Citadel cadets take first place in Amazon Web Services DeepRacer Competition against cadets from West Point and the Naval Academy

Citadel cadets crossed the finish line in victory as they outraced West Point and Naval Academy cadets during the Amazon Web Services DeepRacer Tournament by using the power of Artificial Intelligence, or AI.

Through support from Amazon Web Services, or AWS, The Citadel hosted the first 2023 Senior Military College and Service Academy Warrior Week DeepRacer Tournament. Prior to the event, cadets from The Citadel, the U.S. Military Academy at West Point and the U.S. Naval Academy trained AI models to drive AWS DeepRacer cars autonomously, meaning on their own, using a video camera to “see” the track. The winning team was determined by which program guided the car to complete a lap the fastest.

The Citadel’s team consisted of Cadets Frederick Vogel, Blakeley Odom and Brian Bradrick, as well as their faculty coach Pooya Niksiar, Ph.D.

“Being a Mechanical Engineering major, I was apprehensive about going into an AI-based competition for the first time. It was all a relatively new concept for us and there was a lot of success and failure along the way, and we learned quite a few lessons that apply in real life as well as in competition. When we finally saw how well our machine performed in the real world, we were flooded with relief that all of our work had paid off in the end, and I can’t wait to help prepare the competing team next year to push the limits of what those machines are capable of,” said Odom.

Just how did these cadets train the car? Practice, and lots of it. Starting in the summer, they began training the car virtually on a cloud-based simulator and then downloaded the AI models to the DeepRacer car, which were used to drive the car on the track. The car navigated the track based on what it learned from experience and trial and error in the simulator until it perfected what it was doing. The algorithm they used was based on deep reinforcement learning. The purpose of this competition, including the training leading up to it, was to use DeepRacer as an AI teaching tool. The car drove around the track based on a model that it learned by training on deep neural networks, which took place well before the race began.

Andrew Williams, Ph.D., dean of the School of Engineering explained reinforcement learning as similar to training a dog.

“You give a reward for good behavior, and you don’t give an award for bad behavior. So based on how the car sees images and does an action based on those images, the reinforcement algorithm either rewards good actions or punishes the car’s bad actions over the long term, like running off the road. These types of algorithms can be used in financial services, chemical processes and we are demonstrating how it is being used for autonomous driving.”

AWS DeepRacer offers participants an engaging and fun way to begin using reinforcement learning, or RL. Compared to other machine learning techniques, RL is an advanced machine learning technique that takes a different approach to training models. RL can learn complex behaviors without requiring any labeled training data and can make short term decisions while optimizing for a longer term goal.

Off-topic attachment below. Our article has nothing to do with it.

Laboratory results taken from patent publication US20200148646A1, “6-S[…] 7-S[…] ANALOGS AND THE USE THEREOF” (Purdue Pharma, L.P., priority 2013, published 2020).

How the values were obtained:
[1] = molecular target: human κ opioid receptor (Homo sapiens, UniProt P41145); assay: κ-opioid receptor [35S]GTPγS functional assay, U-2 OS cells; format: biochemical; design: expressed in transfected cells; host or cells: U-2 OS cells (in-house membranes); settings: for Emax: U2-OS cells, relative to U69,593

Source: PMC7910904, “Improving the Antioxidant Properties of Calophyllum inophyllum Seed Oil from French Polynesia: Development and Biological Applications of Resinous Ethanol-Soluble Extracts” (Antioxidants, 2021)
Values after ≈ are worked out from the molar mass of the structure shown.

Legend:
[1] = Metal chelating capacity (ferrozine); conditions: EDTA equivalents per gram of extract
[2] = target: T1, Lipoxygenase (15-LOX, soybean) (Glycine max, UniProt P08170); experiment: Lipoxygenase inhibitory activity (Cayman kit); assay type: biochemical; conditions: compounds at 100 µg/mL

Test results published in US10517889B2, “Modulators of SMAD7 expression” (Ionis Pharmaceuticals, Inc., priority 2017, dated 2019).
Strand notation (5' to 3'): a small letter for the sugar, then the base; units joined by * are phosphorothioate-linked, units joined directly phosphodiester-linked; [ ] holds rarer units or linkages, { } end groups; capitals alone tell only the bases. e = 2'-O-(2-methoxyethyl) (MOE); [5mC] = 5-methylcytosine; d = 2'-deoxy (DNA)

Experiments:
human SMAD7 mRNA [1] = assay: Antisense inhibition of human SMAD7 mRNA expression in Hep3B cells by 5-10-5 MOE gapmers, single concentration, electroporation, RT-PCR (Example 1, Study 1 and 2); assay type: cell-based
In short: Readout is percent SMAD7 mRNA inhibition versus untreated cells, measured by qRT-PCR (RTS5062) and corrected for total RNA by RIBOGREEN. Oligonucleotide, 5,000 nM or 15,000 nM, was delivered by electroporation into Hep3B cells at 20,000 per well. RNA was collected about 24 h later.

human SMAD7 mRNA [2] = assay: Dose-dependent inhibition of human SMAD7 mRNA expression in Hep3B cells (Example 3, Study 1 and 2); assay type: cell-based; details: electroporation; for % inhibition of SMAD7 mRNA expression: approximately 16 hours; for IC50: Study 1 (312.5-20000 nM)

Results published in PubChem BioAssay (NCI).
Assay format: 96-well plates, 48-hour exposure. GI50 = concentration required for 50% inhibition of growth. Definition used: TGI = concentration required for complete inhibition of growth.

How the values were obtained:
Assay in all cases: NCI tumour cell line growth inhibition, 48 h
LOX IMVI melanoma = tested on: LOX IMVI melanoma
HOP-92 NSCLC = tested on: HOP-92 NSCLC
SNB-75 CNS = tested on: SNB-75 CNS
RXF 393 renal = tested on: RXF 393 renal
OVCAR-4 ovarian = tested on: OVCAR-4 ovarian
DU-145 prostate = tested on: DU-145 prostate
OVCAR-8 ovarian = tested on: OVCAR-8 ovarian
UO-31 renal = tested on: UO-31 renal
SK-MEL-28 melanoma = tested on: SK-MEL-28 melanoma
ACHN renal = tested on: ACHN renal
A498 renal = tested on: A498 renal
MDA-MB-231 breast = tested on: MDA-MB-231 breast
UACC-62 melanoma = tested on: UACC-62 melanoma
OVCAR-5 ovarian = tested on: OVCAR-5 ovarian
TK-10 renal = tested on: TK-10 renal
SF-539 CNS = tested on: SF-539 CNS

“This was the first year we were participating in the AWS DeepRacer competition with other senior military colleges and service academies, and we decided to host it as well, so a lot of work was put into ensuring it would be a great event. I am proud of The Citadel team for their hard work and dedication — the Naval Academy and West Point had participated in this competition before and had some prior experience and knowledge, while we started from scratch in the summer of 2023,” said Niksiar. “Our team did a great job not only in getting ready in a short amount of time, but they also took the first and second place in the competition. DeepRacer is a great way for our cadets and students to get involved with Artificial Intelligence, specifically reinforcement learning. In the near future, AI is going to be an indispensable part of research and industry and it is critical for our students to acquire the skillset in this area.”

The School of Engineering’s Center for AI, Algorithmic Integrity and Autonomy Innovation, or AI3, aims to bring AI teaching tools to Citadel cadets, students, the community and the state. In addition to AI3, the School of Engineering partnered with AWS Machine Learning University’s AI Educator Enablement Program to put Citadel faculty, including Niksiar, through Advanced AI and Machine Learning boot camps, ensuring that the faculty can teach machine learning.

“I am very proud of Dr. Niksiar and his team for taking first place and second place against their competitors. The Citadel thanks the U.S. Military Academy and the U.S. Naval Academy for their strong competition,” said Williams. “We are happy that The Citadel School of Engineering can provide a world-class engineering education here in the Lowcountry and in the state of South Carolina to serve our state and globe with principled leadership and engineering innovation.”

The Citadel has been in the Top 25 Undergraduate Engineering programs since 2012 and is one of the first five engineering programs in the country, providing a superior experience and education to each cadet and student.